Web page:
Rutishauser Wins PRISM Prize for Brain Research
Ueli Rutishauser, PhD, (right) is congratulated by Thomas M. Priselac, president and CEO, on being awarded the 2017 Prize for Research in Scientific Medicine (PRISM Prize).
Ueli Rutishauser, PhD, associate professor of Neurosurgery, Neurology and Biomedical Sciences, has received the 2017 Cedars-Sinai Prize for Research in Scientific Medicine (PRISM Prize). The annual prize honors a Cedars-Sinai scientist who has made an exemplary scientific breakthrough or produced a critical medical insight within the past five years.
The award was announced June 7 at the commencement ceremony of the Cedars-Sinai Graduate Programs in Biomedical Science and Translational Medicine. The prize committee cited Rutishauser's "seminal and paradigm-shifting observations regarding the circuit mechanisms underlying human memory formation. This award underscores the importance of a basic discovery as a bridge to improved clinical outcomes."
Rutishauser has uncovered new information on how the brain stores and maintains memories — the ability to remember ideas, thoughts, images and objects. His research has revealed a memory circuit within the human brain that supports aspects of both short- and long-term memory. Short-term, or working, memory is crucial to making decisions and mental calculations. Long-term memory allows people to recall the names of colleagues or remember where they parked their cars.
Working with neurosurgeons at Cedars-Sinai, Rutishauser's laboratory identified specific types of neurons involved in creating and retrieving memories and in using such memories to inform decisions. These neurons were found in the medial frontal lobe and medial temporal lobe of the brain. The team's latest findings were published in two articles in 2015 and earlier this year in the journal Nature Neuroscience.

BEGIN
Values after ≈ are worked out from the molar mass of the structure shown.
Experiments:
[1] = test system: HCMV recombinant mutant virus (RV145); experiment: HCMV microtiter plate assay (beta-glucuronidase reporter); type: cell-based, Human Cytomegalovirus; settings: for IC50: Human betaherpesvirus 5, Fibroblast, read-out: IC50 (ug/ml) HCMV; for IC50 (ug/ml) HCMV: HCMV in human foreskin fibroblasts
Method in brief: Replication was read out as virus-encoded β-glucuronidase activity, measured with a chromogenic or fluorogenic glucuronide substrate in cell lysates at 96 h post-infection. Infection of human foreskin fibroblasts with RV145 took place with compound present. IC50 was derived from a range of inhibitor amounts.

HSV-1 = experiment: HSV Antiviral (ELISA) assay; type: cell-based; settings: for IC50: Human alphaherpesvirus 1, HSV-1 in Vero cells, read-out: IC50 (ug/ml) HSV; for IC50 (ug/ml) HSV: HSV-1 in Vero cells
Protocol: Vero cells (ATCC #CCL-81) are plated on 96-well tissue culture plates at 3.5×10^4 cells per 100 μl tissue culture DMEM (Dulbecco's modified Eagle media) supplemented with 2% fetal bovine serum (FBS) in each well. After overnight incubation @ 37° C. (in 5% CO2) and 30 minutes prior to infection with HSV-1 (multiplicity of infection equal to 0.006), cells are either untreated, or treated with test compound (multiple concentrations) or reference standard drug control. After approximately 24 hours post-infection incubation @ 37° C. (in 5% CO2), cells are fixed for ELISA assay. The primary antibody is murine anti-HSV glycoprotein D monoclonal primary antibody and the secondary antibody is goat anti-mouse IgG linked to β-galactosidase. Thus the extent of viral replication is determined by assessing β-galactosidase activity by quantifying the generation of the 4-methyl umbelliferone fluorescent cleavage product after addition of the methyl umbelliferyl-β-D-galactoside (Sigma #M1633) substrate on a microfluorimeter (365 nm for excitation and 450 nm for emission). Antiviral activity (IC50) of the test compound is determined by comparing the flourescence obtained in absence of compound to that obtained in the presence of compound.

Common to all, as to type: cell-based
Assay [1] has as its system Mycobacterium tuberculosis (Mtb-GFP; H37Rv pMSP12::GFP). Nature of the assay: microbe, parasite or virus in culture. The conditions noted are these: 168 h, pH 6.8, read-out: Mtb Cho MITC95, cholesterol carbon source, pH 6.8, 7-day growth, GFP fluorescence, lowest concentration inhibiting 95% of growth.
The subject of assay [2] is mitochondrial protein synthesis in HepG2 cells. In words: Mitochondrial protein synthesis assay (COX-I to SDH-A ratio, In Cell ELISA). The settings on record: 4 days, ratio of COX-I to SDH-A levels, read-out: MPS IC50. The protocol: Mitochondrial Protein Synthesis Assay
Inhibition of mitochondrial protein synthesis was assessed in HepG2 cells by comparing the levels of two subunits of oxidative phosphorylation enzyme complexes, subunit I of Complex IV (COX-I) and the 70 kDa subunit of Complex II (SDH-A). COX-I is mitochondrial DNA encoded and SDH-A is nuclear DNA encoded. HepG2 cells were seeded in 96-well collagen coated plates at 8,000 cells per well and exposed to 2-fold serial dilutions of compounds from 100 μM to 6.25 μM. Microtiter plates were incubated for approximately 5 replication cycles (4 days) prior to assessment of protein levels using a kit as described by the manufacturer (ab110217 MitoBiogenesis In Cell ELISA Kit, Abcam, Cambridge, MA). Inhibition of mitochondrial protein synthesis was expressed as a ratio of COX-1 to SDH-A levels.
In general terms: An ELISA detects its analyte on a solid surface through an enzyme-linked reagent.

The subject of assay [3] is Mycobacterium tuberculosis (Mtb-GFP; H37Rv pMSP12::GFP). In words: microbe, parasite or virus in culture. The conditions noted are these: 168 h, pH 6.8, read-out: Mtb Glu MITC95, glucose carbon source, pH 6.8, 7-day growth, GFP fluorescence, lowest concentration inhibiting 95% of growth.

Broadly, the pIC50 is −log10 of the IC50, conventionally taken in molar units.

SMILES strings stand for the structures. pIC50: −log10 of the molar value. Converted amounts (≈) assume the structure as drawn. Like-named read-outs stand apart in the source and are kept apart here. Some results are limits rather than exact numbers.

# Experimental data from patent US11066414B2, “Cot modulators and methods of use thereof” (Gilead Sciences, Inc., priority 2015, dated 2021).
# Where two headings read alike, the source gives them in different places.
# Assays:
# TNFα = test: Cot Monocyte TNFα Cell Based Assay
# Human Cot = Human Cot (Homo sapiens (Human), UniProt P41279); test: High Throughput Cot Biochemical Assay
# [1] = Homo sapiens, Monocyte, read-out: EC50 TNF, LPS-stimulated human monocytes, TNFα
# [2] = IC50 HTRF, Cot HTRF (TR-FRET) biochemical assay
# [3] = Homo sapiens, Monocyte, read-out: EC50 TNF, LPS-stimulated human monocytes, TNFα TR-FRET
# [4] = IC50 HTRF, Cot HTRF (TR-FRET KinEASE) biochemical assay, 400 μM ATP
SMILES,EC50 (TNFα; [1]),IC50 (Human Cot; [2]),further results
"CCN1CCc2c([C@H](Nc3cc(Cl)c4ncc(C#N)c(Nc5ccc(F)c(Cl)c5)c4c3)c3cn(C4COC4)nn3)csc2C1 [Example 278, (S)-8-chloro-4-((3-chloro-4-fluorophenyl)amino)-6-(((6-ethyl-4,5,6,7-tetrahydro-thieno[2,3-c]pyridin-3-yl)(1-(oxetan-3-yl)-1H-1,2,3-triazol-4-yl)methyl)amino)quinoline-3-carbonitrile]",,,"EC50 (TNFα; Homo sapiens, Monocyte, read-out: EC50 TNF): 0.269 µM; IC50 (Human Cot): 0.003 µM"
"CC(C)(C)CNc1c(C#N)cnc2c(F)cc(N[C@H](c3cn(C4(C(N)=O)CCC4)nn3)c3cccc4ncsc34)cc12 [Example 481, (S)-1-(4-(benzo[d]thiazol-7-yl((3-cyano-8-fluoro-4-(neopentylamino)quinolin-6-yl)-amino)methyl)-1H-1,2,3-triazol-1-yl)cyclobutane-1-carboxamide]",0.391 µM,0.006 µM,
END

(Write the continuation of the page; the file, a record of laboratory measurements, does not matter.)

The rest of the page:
The studies were performed on epilepsy patients who volunteered to participate. Modified electrodes were implanted in the patients' brains to monitor the electrical activity of individual neurons. The team then studied the activity of these neurons while patients formed and retrieved memories during a series of memory games. Rutishauser helped pioneer this monitoring technique, called human single-neuron recording, in close collaboration with Adam N. Mamelak, MD, professor of Neurosurgery and director of Functional Neurosurgery at Cedars-Sinai.
In announcing the PRISM Prize, Mamelak said: "Rutishauser's data now permits construction of a more complete and full-scale understanding of how memory integrates with other aspects of cognitive function. Such complete network models provide invaluable insight into how the human brain functions, and also provide new avenues for therapeutic intervention for memory disorders, autism, learning disabilities and even schizophrenia."
Rutishauser continues to advance his research, aided by several grants from the National Institutes of Health, the National Science Foundation, the McKnight Endowment Fund for Neuroscience and the Brain and Behavior Research Foundation. He said his next goal is to understand how various areas of the brain work together to support memory.
The recipient of numerous honors, including the Troland Award from the National Academy of Sciences in 2014, Rutishauser holds a doctorate in Computation and Neural Systems from the California Institute of Technology. He joined Cedars-Sinai in 2012 as an assistant professor.
"I am very pleased and honored to receive the 2017 PRISM Prize," Rutishauser said. "The work it recognizes is the result of a long-term collaboration among a diverse group of scientists and clinicians, and it is a great honor for us to be recognized.”
The PRISM Prize, established in 2015, confers $10,000 and a medal on the winners. The investigators are nominated by Cedars-Sinai faculty members and chosen by an external committee of prominent scientists.
The past honorees are Robert H. Baloh, MD, PhD, associate professor and director of Neuromuscular Medicine in the Cedars-Sinai Department of Neurology; and Stanley C. Jordan, MD, professor of Medicine and director of Kidney Transplantation and Transplant Immunology.